The IPCC Report and the Book of Revelation
An interpretive connection between the latest IPCC report and the book of Revelation, otherwise known as the Apocalypse, is painfully and dramatically obvious. However, focus on ‘apocalypse’ encourages a doomsday mentality and is counterproductive; other insights from this book help us to better understand the human dilemma and therefore the way forward.
I would like to look below the surface to a connection which is not as obvious, yet is quite revelatory. But first a little background.
This last book of the New Testament, and last to be accepted in the biblical canon, is well known to conspiracy theorists and end of the world fanatics. It is probably written at the end of the 1st century AD to seven churches in Asia minor struggling with a debilitating dilemma. Jesus has died and risen with the promise of a new creation, and yet the world as they experience it remains violently and painfully the same. Wherein does hope lie? What are they to make of the violent life they are experiencing? Why not conform to the dominant Roman culture and avoid attention. They have been sorely tempted to “lose their first love” and drift away from a life in the imitation of Christ to be seduced into conformity with the prevailing culture.
The writer, John, implores them to stand firm in their faith. He contrasts commitment to the ‘Lamb’ – Jesus, who because of his suffering death and resurrection has true authority – and the consequences of the alternative - sovereignty based on power, wealth, greed, self-interest which is fake or illusionary. The Lamb’s authority is counter intuitive. Jesus does not have sovereign right because of power, prestige or wealth, but because he has embraced temporal reality even death, and carried it with him into the world of eternal grace.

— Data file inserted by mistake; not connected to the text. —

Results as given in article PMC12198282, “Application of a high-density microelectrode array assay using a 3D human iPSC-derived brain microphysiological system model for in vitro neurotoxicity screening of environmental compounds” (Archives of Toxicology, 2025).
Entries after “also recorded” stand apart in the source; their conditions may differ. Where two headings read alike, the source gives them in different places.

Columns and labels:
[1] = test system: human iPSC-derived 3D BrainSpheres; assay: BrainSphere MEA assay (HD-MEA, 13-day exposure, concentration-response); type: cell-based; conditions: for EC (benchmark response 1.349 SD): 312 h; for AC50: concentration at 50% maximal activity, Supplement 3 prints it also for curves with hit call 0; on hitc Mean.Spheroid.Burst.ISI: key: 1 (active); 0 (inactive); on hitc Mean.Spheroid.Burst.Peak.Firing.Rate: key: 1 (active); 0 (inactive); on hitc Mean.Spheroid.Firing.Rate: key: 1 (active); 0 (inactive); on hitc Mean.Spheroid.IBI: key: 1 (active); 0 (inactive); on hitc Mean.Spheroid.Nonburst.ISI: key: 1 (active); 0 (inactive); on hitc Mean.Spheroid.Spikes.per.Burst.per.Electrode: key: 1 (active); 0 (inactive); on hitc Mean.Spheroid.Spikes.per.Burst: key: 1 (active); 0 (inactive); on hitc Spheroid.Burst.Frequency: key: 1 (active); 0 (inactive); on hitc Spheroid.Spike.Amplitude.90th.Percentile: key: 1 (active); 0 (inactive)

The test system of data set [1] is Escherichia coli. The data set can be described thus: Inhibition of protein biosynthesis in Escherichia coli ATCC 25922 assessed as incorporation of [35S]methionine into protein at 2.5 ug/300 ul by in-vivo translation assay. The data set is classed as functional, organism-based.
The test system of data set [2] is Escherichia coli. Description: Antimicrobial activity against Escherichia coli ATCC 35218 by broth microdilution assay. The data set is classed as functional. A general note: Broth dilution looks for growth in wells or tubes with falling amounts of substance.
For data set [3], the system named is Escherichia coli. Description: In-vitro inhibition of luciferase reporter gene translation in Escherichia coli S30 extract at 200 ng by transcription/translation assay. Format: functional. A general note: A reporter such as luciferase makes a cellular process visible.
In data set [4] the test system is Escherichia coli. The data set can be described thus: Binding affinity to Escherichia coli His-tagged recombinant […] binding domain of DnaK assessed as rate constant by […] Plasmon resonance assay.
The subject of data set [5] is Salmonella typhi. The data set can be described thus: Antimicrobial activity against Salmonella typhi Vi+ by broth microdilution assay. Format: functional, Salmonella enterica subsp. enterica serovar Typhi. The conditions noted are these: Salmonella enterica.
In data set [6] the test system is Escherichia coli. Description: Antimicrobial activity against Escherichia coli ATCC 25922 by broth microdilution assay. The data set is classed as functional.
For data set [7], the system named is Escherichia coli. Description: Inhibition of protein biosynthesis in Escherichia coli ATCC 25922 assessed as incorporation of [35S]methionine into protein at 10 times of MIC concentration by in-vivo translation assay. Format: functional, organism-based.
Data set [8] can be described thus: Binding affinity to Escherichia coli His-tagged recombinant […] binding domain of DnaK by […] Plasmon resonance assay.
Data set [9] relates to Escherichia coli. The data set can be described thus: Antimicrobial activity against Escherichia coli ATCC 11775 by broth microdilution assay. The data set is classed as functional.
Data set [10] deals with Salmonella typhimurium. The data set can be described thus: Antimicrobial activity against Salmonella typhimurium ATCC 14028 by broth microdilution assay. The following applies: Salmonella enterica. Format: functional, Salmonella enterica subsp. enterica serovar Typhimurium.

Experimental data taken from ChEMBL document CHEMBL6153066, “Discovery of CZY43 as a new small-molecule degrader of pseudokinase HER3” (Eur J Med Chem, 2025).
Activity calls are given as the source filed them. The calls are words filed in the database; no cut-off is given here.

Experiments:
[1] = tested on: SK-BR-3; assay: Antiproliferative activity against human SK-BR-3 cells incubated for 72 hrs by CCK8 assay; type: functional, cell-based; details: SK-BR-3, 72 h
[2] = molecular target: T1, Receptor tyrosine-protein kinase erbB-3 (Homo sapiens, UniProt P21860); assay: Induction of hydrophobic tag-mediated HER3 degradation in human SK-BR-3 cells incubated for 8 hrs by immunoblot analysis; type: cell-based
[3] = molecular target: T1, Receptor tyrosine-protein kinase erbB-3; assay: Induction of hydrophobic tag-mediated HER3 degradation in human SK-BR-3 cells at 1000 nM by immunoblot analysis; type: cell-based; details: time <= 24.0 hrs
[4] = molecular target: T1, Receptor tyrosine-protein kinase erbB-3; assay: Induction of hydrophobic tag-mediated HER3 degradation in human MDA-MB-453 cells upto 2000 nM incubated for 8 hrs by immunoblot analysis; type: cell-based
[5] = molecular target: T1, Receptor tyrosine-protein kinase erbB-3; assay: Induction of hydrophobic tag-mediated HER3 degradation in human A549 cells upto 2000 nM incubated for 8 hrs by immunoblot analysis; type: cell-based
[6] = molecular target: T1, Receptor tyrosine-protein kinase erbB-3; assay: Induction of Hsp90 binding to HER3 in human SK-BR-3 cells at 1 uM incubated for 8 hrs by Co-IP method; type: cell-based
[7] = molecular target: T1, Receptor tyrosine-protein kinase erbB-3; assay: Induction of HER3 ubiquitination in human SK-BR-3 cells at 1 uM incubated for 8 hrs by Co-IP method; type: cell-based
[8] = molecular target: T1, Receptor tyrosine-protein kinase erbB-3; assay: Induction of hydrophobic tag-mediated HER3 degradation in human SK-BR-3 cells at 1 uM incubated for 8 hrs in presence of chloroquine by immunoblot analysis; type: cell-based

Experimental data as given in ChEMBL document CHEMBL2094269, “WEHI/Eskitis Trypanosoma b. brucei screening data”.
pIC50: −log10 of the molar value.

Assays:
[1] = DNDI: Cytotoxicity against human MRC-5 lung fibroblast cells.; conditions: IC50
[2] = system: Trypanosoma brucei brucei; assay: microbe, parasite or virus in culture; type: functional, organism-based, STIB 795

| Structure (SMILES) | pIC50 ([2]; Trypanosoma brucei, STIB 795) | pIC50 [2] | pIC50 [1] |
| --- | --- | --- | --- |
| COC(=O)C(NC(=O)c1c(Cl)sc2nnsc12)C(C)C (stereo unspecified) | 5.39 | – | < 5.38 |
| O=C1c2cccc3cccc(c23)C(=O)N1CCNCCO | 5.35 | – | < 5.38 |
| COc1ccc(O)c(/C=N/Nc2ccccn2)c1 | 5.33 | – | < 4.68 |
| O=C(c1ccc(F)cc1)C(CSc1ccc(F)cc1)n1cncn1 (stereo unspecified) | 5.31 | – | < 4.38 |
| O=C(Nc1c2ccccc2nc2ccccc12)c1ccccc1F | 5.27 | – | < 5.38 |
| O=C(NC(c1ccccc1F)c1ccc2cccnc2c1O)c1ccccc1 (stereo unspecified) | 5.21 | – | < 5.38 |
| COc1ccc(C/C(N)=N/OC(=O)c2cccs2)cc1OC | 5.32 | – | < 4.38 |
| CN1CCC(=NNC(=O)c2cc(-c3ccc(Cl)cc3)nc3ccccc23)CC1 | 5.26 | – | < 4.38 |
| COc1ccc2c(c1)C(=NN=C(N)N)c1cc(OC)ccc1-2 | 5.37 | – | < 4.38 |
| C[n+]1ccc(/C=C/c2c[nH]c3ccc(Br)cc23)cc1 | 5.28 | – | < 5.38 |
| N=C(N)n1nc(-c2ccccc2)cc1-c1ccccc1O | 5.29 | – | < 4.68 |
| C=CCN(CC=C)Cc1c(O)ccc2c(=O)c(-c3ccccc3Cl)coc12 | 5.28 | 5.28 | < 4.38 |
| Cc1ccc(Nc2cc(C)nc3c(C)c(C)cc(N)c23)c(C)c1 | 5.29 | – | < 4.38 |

In a world which does not recognise grace as sovereign, where self-interested ambition reigns, the consequences are horrendous, most dramatically portrayed by the four horsemen of the apocalypse. Every generation since the writing of this book has experienced realities as awful as those described in the book. In the last 100+ years we have experienced two global pandemics and many less universal, but equally dreadful. We have experienced two world wars, several minor wars, and ethnic cleansing on all continents. Our present covid pandemic has been described by the ABC’s Dr Norman Swan as a political pandemic, because the hubris of Presidents Xi, Putin and Trump and other world leaders such as Johnston and Bolsonaro has made the spread inevitable when is should have been avoidable. Every generation over two millennia have suffered events symbolically portrayed in this book.
The book swings between two opposing and contrasting communities – that of the Lamb and his followers, and that of the beast or the anti -Christ and his followers who bear its mark. The mark or seal of the lamb is the cross; a seal that is impressed upon followers of Jesus at their baptism. But what is the meaning of the mark of the beast, the distinguishing feature of followers of anti-Christ?